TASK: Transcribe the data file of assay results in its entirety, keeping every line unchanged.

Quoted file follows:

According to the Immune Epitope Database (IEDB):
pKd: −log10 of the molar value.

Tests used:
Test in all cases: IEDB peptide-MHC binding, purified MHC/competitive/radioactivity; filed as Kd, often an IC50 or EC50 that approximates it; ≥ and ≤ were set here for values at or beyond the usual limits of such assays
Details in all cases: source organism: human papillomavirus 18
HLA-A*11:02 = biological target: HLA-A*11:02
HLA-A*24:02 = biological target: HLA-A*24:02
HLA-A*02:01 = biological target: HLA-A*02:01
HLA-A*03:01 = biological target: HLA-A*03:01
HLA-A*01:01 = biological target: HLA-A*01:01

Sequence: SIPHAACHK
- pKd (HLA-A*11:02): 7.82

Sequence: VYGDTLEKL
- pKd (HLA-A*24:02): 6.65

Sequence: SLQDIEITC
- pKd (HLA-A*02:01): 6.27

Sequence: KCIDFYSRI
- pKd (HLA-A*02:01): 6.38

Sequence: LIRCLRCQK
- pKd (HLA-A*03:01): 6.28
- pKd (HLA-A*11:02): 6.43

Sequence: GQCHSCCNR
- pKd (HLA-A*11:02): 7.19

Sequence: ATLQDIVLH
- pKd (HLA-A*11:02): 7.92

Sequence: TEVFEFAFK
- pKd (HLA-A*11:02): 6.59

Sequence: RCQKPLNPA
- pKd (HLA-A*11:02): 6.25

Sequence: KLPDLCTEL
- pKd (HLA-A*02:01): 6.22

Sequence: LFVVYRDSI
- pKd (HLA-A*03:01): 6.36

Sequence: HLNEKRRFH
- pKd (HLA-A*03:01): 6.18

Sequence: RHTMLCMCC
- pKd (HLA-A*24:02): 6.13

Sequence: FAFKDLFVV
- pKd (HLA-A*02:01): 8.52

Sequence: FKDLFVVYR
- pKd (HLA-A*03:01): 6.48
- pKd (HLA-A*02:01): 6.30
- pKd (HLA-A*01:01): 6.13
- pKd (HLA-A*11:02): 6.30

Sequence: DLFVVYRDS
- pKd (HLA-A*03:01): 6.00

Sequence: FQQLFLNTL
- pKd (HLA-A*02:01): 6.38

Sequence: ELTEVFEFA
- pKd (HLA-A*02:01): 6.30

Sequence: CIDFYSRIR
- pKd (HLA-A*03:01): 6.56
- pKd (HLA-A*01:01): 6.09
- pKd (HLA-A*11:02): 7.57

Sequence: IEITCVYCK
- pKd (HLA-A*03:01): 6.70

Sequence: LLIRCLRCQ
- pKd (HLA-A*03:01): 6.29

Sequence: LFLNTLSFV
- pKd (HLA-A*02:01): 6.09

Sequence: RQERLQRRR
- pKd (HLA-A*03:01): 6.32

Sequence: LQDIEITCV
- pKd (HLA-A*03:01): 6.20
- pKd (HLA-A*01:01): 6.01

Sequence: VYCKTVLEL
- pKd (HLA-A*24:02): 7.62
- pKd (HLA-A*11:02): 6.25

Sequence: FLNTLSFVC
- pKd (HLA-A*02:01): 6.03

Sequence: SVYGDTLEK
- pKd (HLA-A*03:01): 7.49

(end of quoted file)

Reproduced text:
According to the Immune Epitope Database (IEDB):
pKd: −log10 of the molar value.

Tests used:
Test in all cases: IEDB peptide-MHC binding, purified MHC/competitive/radioactivity; filed as Kd, often an IC50 or EC50 that approximates it; ≥ and ≤ were set here for values at or beyond the usual limits of such assays
Details in all cases: source organism: human papillomavirus 18
HLA-A*11:02 = biological target: HLA-A*11:02
HLA-A*24:02 = biological target: HLA-A*24:02
HLA-A*02:01 = biological target: HLA-A*02:01
HLA-A*03:01 = biological target: HLA-A*03:01
HLA-A*01:01 = biological target: HLA-A*01:01

Sequence: SIPHAACHK
- pKd (HLA-A*11:02): 7.82

Sequence: VYGDTLEKL
- pKd (HLA-A*24:02): 6.65

Sequence: SLQDIEITC
- pKd (HLA-A*02:01): 6.27

Sequence: KCIDFYSRI
- pKd (HLA-A*02:01): 6.38

Sequence: LIRCLRCQK
- pKd (HLA-A*03:01): 6.28
- pKd (HLA-A*11:02): 6.43

Sequence: GQCHSCCNR
- pKd (HLA-A*11:02): 7.19

Sequence: ATLQDIVLH
- pKd (HLA-A*11:02): 7.92

Sequence: TEVFEFAFK
- pKd (HLA-A*11:02): 6.59

Sequence: RCQKPLNPA
- pKd (HLA-A*11:02): 6.25

Sequence: KLPDLCTEL
- pKd (HLA-A*02:01): 6.22

Sequence: LFVVYRDSI
- pKd (HLA-A*03:01): 6.36

Sequence: HLNEKRRFH
- pKd (HLA-A*03:01): 6.18

Sequence: RHTMLCMCC
- pKd (HLA-A*24:02): 6.13

Sequence: FAFKDLFVV
- pKd (HLA-A*02:01): 8.52

Sequence: FKDLFVVYR
- pKd (HLA-A*03:01): 6.48
- pKd (HLA-A*02:01): 6.30
- pKd (HLA-A*01:01): 6.13
- pKd (HLA-A*11:02): 6.30

Sequence: DLFVVYRDS
- pKd (HLA-A*03:01): 6.00

Sequence: FQQLFLNTL
- pKd (HLA-A*02:01): 6.38

Sequence: ELTEVFEFA
- pKd (HLA-A*02:01): 6.30

Sequence: CIDFYSRIR
- pKd (HLA-A*03:01): 6.56
- pKd (HLA-A*01:01): 6.09
- pKd (HLA-A*11:02): 7.57

Sequence: IEITCVYCK
- pKd (HLA-A*03:01): 6.70

Sequence: LLIRCLRCQ
- pKd (HLA-A*03:01): 6.29

Sequence: LFLNTLSFV
- pKd (HLA-A*02:01): 6.09

Sequence: RQERLQRRR
- pKd (HLA-A*03:01): 6.32

Sequence: LQDIEITCV
- pKd (HLA-A*03:01): 6.20
- pKd (HLA-A*01:01): 6.01

Sequence: VYCKTVLEL
- pKd (HLA-A*24:02): 7.62
- pKd (HLA-A*11:02): 6.25

Sequence: FLNTLSFVC
- pKd (HLA-A*02:01): 6.03

Sequence: SVYGDTLEK
- pKd (HLA-A*03:01): 7.49